3. Everythingisawesome April 23, 2020 5:20 am Reply

    “it takes only one infected traveler to seed viral spread”
    Too much “science” being pulled from movies here.
    History shows we had 21 cases. 20 travelers already brought the virus here and there is NO community spread, and zero deaths. None. Protect those at risk and get on with life.

  4. Everythingisawesome April 23, 2020 6:00 am Reply

    If a flight arrives and even one passenger tests positive, every passenger, crew member and item of cargo would be considered infected according to your plan. Cargo is easy to dis-infect. What will you do with the people? How is your “plan” any better than the current 14 day quarantine? Do you honestly think anyone would agree to come vist, or even take a mainland trip under your totalitarian plan??

  5. mina April 23, 2020 7:42 am Reply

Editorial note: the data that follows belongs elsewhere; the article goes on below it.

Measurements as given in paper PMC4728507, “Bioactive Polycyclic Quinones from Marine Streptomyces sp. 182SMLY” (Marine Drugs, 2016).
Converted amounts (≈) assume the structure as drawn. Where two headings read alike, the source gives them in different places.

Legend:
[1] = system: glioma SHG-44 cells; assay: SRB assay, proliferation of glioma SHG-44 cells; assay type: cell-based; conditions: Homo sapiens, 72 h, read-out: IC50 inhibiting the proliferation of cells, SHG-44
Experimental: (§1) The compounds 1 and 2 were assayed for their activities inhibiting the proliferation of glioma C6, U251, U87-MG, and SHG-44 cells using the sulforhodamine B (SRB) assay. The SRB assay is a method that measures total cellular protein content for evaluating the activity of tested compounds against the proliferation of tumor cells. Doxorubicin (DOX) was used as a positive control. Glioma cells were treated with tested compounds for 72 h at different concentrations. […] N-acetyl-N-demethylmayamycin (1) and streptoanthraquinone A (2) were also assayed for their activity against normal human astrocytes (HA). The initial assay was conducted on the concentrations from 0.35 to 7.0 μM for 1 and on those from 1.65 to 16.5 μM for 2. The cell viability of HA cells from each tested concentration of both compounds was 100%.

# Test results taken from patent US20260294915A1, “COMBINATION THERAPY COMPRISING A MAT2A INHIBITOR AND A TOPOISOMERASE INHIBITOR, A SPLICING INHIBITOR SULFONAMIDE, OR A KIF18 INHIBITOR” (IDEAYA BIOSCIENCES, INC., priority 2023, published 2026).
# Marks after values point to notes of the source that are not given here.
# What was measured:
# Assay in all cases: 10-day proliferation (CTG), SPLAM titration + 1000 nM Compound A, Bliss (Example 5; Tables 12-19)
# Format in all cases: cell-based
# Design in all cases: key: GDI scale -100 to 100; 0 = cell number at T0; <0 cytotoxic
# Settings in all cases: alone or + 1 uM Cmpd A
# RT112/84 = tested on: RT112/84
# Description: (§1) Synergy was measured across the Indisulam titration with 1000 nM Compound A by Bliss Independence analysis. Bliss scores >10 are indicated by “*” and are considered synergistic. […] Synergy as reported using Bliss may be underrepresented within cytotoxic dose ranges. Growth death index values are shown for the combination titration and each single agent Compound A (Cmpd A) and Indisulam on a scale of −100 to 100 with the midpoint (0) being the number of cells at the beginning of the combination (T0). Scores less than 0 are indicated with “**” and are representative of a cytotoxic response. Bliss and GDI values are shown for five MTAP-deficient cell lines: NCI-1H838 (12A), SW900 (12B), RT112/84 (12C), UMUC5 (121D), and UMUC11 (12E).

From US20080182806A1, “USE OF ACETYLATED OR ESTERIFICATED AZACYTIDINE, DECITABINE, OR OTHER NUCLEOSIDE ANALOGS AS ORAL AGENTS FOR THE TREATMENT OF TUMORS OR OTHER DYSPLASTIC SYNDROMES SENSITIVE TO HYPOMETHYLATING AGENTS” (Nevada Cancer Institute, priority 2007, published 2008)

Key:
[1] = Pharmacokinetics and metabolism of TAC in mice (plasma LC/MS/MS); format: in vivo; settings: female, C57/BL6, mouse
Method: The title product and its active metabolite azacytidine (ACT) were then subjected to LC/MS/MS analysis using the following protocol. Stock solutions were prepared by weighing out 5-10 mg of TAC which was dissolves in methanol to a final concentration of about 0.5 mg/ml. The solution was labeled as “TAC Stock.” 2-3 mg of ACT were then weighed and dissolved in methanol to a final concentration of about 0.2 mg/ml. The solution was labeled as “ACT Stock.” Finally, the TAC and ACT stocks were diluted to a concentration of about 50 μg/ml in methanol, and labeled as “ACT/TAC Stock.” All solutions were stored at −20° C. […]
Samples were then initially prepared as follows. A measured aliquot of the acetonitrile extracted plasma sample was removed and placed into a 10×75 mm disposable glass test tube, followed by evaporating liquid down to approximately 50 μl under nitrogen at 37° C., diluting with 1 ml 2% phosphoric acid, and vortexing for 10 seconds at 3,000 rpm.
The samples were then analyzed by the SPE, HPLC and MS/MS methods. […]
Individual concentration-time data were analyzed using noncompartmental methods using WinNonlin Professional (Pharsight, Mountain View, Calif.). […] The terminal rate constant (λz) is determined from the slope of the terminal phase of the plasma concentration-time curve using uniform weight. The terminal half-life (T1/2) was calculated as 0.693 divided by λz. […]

Joanne, you need to have a long chat with Kauai’s Chief of Police about how much trouble they’re already having with Covid restriction and curfew violations. If this virus does get loose with the huggy/kissy nature of Kauaians, it will wipe out 80 percent of the people on this island, including you. When someone points a gun at you and says, “Your money or your life,” that’s not the time to be thinking it over. This virus is a loaded weapon, and it’s killing people not just giving them the sniffles. It’s been found to cause permanent lung and heart damage in patients who survive, and they continue to carry the virus after recovery. Tread very carefully here. Our mayor is erring on the side of caution, which is a wise decision.